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BioMed Research International
Volume 2019, Article ID 1283824, 12 pages
https://doi.org/10.1155/2019/1283824
Review Article

Research Progress on the Animal Models of Drug-Induced Liver Injury: Current Status and Further Perspectives

1Department of Ultrasound, Nanfang Hospital, Southern Medical University, Guangzhou, China
2Department of Obstetrics and Gynecology, Sun Yat-sen Memorial Hospital, Sun Yat-sen University, Guangzhou, China
3Department of Radiology, Nanfang Hospital, Southern Medical University, Guangzhou, China

Correspondence should be addressed to Zhi Liu; moc.361@elimsyyzl

Received 6 February 2019; Accepted 26 March 2019; Published 15 April 2019

Academic Editor: Ravirajsinh N. Jadeja

Copyright © 2019 Yingying Pan et al. This is an open access article distributed under the Creative Commons Attribution License, which permits unrestricted use, distribution, and reproduction in any medium, provided the original work is properly cited.

Abstract

Drug-induced liver injury (DILI) is a major concern in clinical studies as well as in postmarketing surveillance. It is necessary to establish an animal model of DILI for thorough investigation of mechanisms of DILI and searching for protective medications. This article reviews the current status and future perspective on establishment of DILI models based on different hepatotoxic drugs, as well as the underlying mechanisms of liver function damage induced by specific medicine. Therefore, information from this article can help researchers make a suitable selection of animal models for further study.

1. Introduction

Drug-induced liver injury (DILI) refers to acute or chronic liver injury induced by usage of certain medications and/or by their metabolites. DILI has become the most common cause of acute liver injury nowadays and also accounts for around one in ten cases of adverse drug reactions [1]. The incidence of DILI has been reported to be between 14 and 20 per 100 000 patients [2]. Serious liver injury may lead to liver failure or even be life threatening [3]. Therefore, DILI should be taken seriously by clinicians and the public.

There are several classification systems of DILI. Generally, DILI can be divided into two subtypes. The first subtype of liver injury involves direct injury on structure and function of hepatocytes by the medicine itself or its metabolites. The other subtype is more complicated, in which hepatotoxicity is mainly due to oversensitization of liver cells to damages induced by cytokines [4]. Another commonly recognized classification subcategorized DILI into dose-dependent and dose-independent DILI [5]. The latter one is also named idiosyncratic DILI (iDILI) [6].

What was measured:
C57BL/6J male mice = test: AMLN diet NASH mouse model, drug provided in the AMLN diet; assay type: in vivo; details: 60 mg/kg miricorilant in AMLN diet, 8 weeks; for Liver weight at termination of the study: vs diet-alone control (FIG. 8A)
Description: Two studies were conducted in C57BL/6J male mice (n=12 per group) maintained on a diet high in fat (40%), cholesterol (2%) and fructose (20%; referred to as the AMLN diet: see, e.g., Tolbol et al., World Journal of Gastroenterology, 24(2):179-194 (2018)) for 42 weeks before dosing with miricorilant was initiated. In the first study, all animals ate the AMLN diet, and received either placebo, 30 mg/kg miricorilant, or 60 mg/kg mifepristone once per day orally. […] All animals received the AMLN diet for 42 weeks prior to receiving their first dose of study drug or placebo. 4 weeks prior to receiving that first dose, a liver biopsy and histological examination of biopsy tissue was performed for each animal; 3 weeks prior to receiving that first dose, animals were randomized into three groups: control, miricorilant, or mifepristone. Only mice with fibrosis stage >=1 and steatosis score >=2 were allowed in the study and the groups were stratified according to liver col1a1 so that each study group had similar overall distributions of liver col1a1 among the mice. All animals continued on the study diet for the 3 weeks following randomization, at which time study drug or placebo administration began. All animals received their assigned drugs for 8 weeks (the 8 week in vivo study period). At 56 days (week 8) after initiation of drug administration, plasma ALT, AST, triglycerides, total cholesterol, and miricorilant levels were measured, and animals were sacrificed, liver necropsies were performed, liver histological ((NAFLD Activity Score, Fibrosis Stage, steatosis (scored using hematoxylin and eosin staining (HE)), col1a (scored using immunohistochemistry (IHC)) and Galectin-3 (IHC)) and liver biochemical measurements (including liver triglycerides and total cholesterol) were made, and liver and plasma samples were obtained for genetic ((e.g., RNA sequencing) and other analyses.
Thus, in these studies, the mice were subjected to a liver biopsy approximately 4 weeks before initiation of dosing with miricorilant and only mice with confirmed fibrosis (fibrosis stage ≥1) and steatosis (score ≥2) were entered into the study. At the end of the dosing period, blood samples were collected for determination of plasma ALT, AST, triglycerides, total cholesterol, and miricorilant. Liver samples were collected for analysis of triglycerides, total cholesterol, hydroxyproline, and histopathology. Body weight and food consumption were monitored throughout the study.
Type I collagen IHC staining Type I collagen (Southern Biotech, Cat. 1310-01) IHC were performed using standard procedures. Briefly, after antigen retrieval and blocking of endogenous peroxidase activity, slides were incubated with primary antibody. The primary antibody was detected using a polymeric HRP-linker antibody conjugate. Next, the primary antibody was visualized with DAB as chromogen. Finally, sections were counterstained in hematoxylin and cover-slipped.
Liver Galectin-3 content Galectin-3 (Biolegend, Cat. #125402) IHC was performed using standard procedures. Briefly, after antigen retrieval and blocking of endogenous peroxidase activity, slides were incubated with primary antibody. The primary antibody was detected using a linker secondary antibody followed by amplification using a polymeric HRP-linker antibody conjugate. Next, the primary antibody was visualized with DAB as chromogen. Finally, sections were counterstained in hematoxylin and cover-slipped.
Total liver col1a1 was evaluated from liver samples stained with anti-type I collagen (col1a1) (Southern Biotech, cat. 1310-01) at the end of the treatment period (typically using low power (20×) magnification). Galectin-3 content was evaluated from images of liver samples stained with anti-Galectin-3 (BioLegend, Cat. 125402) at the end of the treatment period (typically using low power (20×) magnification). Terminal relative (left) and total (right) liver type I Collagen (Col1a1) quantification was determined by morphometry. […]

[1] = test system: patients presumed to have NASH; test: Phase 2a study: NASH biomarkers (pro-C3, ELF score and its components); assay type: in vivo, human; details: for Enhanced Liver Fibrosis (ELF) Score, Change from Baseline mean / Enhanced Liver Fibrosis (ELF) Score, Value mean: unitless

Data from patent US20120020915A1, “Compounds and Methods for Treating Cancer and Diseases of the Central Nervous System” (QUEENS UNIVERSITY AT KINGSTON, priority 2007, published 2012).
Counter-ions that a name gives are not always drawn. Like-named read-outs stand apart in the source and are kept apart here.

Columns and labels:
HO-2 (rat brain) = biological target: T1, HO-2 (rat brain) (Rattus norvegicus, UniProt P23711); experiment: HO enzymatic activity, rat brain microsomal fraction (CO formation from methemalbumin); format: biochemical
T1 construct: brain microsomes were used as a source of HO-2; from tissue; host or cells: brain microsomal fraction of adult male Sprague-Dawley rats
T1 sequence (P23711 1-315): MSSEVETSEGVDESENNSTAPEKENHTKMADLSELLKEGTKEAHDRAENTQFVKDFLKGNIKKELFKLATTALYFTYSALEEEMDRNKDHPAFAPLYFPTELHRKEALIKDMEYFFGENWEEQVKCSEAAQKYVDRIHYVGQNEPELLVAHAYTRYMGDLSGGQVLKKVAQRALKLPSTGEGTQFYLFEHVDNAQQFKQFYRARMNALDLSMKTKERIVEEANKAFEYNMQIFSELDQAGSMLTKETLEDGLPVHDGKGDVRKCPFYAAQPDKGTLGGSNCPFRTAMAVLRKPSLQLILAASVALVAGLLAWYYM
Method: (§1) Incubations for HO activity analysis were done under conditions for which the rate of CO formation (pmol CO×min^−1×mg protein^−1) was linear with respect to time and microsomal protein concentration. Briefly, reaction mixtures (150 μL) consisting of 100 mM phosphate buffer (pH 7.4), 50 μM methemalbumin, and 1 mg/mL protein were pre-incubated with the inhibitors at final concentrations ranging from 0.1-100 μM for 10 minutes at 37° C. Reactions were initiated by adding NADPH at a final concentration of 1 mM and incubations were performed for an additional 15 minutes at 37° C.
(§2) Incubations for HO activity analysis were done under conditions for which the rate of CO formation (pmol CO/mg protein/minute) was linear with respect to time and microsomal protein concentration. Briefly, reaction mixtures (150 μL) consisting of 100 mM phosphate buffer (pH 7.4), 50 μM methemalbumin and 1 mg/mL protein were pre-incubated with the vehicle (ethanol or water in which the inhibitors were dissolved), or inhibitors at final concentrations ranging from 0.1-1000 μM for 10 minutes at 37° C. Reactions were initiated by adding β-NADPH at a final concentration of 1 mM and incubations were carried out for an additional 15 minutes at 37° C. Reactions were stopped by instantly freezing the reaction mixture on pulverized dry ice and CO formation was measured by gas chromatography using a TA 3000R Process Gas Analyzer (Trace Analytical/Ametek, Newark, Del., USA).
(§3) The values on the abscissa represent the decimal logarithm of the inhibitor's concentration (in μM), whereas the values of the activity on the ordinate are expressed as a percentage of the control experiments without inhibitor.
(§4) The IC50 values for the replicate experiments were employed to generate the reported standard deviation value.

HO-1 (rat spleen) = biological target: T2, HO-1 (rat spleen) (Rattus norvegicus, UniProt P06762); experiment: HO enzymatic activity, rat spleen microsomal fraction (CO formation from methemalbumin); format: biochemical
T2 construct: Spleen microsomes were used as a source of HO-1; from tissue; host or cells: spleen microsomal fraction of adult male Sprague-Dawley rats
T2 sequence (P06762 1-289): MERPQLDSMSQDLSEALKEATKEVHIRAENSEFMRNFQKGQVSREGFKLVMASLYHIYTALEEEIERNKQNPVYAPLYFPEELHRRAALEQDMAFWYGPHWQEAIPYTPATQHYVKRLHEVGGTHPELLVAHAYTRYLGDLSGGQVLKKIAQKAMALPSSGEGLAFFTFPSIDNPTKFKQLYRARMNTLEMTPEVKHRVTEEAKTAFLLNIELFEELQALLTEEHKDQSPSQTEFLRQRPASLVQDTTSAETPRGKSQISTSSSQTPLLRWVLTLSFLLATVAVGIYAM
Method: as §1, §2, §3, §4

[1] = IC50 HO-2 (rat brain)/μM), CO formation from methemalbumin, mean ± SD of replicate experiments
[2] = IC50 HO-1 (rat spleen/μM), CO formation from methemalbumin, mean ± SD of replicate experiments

The hepatotoxicity by DILI is a complex procedure. The major cellular changes involve hepatocytes apoptosis, as well as death of cholangiocytes and endothelial cells [7]. However, due to scanty knowledge of the mechanisms of DILI, standard criteria for diagnosis and effective management are not established yet. Therefore, further understanding of the underlying mechanisms of DILI is crucial.

Animal model for investigating DILI is one critical step of preclinical researches. This is particularly true since the modulation of immune system on development of DILI cannot be achieved in the in vitro researcher based on cells and tissues. Both rodents and nonrodents models are available in DILI research field. No clear evidences showed that nonrodent models are superior to rodent model considering the physiological resemblance to human body; thus, this manuscript focused on rodent models due to its easy access in laboratory.

Among all these emerging models that have been developed, which one is to be chosen for investigation of specific drug and how to establish a DILI model? Here, in this review, we will summarize and compare the characteristics and applications of different animal models of DILI based on hepatotoxic drugs, as well as the underlying mechanisms of liver function damage, to help researchers make a suitable selection of animal models for further study.

2. Animal Model of DILI Established by Nonsteroidal Anti-Inflammatory Drugs (NSAID)

NSAID are one of the most commonly used over-the-counter drugs and are prescribed for relief of pain, fever, and inflammation. Acetaminophen (APAP), also known as paracetamol, is one of the most widely used NSAID. It is safe and effective when used at therapeutic dose. However, due to excessive use of APAP, severe liver damage can be induced in both experimental animals and humans [8], which accounts for approximately half of the cases of DILI in the United States [9]. Therefore, APAP is widely used to establish DILI models thanks to its easy access and simple operation. This model is used to study the mechanism of DILI and test the effectiveness of drugs against APAP-induced hepatotoxicity.